During a bear market rally, there are two types of companies you want to own. The first are the beaten-down giants of yesteryear. These are your AT&Ts, Sprints, Nortels, Sun Microsystems, Cienas and JDS Uniphases. Just a few years ago, these companies were trading for between $60 and $130 a share. A few weeks ago, you could pick up shares of Nortel for 46 cents, shares of Ciena for $2.46 and shares of AT&T for $8.68.

Are they fundamentally sound companies? Not in the least. And you don’t won’t to own any of these stocks for the long term.

But like it or not, these are some of the best-performing stocks in a bear market rally. People tend to buy what they know. And all of these companies have big-name…well… names. When investors think the market might be turning a corner, they gravitate to the companies they think will recover the quickest.

Let me give you a few examples. Had you bought shares of Sun Microsystems, Nortel and Ciena Corp. on Oct. 22, as short-term plays to capitalize on the recent bear market rally, and had you sold them no more than four weeks later, you would have pocketed a 30%, 37% and 54.5% profit.

Contrary to what many investors believe, you don’t have to own fundamentally sound companies to make a profit. And you don’t have to buy and hold for 10 years to realize a significant return. You just have to understand which asset class performs well in different market situations. And during a recovery period or a bear market rally, beaten- down giants selling for pennies on the dollar, generally, perform very well. [Editor’s note: as we’ve mentioned in these pages before, no bull market recovery has ever been led by the past market’s leaders…that’s another reason you don’t want to hold the has-beens for long.]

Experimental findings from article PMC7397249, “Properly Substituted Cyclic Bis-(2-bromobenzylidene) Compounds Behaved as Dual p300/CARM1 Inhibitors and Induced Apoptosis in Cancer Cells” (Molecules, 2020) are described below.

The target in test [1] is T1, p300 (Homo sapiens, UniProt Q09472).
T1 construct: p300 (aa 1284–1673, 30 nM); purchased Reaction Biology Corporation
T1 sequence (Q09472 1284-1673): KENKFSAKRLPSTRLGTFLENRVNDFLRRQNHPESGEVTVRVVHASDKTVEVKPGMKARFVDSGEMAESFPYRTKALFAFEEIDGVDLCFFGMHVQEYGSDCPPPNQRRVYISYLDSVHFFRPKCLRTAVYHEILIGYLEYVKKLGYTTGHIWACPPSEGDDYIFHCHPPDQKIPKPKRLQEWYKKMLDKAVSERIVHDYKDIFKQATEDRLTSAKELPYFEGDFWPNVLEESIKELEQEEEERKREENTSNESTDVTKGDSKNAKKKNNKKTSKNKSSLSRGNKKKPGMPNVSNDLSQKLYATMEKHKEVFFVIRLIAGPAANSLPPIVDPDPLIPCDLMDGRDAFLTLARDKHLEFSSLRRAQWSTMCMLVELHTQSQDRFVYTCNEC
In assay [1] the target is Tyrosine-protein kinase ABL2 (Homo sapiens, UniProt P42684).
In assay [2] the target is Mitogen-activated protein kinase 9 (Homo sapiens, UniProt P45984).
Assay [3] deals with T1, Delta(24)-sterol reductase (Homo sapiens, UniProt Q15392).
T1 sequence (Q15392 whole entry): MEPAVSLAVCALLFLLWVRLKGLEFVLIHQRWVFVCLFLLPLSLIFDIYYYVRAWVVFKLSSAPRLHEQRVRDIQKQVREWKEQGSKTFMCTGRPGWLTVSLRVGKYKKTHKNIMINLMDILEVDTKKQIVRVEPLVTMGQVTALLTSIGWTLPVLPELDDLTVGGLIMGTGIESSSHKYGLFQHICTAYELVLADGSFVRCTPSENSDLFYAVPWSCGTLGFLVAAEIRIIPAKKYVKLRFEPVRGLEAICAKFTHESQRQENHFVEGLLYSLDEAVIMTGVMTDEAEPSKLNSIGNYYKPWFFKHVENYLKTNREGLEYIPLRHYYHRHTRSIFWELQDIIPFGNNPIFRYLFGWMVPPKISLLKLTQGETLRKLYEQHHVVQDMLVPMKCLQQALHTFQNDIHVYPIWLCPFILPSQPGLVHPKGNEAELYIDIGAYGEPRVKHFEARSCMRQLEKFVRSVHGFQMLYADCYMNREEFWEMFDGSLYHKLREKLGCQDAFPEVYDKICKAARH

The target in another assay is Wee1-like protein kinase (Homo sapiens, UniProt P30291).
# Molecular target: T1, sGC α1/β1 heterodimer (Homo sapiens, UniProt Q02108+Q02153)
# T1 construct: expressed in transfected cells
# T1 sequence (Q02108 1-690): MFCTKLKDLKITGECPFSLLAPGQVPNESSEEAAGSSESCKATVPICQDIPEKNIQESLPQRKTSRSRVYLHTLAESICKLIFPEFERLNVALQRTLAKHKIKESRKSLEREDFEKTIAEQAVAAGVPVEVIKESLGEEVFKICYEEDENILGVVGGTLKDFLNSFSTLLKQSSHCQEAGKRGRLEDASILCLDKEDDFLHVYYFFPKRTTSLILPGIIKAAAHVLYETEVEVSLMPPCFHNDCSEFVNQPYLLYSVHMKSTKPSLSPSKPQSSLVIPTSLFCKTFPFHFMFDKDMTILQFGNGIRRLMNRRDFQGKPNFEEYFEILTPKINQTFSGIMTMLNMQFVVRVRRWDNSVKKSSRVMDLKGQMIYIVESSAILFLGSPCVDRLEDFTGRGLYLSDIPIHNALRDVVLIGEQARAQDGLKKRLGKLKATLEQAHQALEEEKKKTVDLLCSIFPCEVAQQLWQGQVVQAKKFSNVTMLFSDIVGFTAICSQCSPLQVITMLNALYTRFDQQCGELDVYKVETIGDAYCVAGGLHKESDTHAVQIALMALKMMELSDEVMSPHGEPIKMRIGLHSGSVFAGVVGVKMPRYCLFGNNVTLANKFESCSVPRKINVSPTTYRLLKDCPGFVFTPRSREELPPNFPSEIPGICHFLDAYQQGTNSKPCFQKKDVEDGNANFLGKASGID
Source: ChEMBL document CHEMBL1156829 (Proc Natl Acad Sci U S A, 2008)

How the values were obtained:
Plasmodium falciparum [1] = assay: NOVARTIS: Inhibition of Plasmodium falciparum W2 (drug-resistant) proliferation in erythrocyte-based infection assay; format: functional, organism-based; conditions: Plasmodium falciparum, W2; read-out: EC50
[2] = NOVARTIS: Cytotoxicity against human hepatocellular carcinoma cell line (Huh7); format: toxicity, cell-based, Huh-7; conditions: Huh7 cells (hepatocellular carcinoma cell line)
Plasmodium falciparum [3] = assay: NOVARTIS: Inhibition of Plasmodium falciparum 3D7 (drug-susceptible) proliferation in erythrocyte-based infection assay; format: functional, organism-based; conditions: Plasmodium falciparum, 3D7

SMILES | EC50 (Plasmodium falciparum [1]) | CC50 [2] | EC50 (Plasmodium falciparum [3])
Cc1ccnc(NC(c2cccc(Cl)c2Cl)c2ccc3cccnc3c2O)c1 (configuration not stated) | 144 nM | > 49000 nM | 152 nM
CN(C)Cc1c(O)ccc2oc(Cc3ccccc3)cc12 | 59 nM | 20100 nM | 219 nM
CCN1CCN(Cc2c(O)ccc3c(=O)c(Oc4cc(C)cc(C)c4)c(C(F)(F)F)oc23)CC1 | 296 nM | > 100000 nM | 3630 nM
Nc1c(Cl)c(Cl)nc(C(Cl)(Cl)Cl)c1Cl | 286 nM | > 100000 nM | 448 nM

Again, this is not your long-term retirement strategy. This is making money by attempting to time the market. But when the fundamentals are this out of whack – careful timing of well-known sectors may be your only shot at doing so.

There is another class of small-cap stocks to look for during a bear market rally: fundamentally sound growth companies with impeccable balance sheets, heavy insider buying, rising net incomes and revenues and enough cash to sustain growth during down times. These companies are likely not only to stomach the current bear market, but also to emerge as the new market leaders when the next bull run hits.

Let’s look at a famous example: Microsoft. In 1985, Microsoft’s first year of operation, the company brought in $24 million in net income. In 1986, it brought in $39 million. That’s a 62.5% growth rate. Couple that with the fact that it grew its sales from $140 million in 1985 to $198 million in 1986, and it’s no wonder Microsoft led the way through the 1990s. These are sound growth numbers.

But guess what? No one knew what Microsoft was back in 1986 or 1987. It wasn’t making headlines in The Wall Street Journal. It was a small-cap penny stock. And the great thing about fundamentally sound penny stocks, like Microsoft was in the mid-’80s, is that they grow even when the rest of the market doesn’t.

Sounds counter-intuitive, I know. But the facts tell a different story. In 1987, when Microsoft was just getting off the ground, the Dow opened the year at 1,927. By the end of the year it had tacked on a whopping 11 points… closing at 1,938 on Dec. 31. For the entire year, investors made 0.57% on the big blue chips of the day. But the all- but-unknown Microsoft grew from 33 cents to 75 cents (split-adjusted). Investors more than doubled their money. The rest, of course, is history.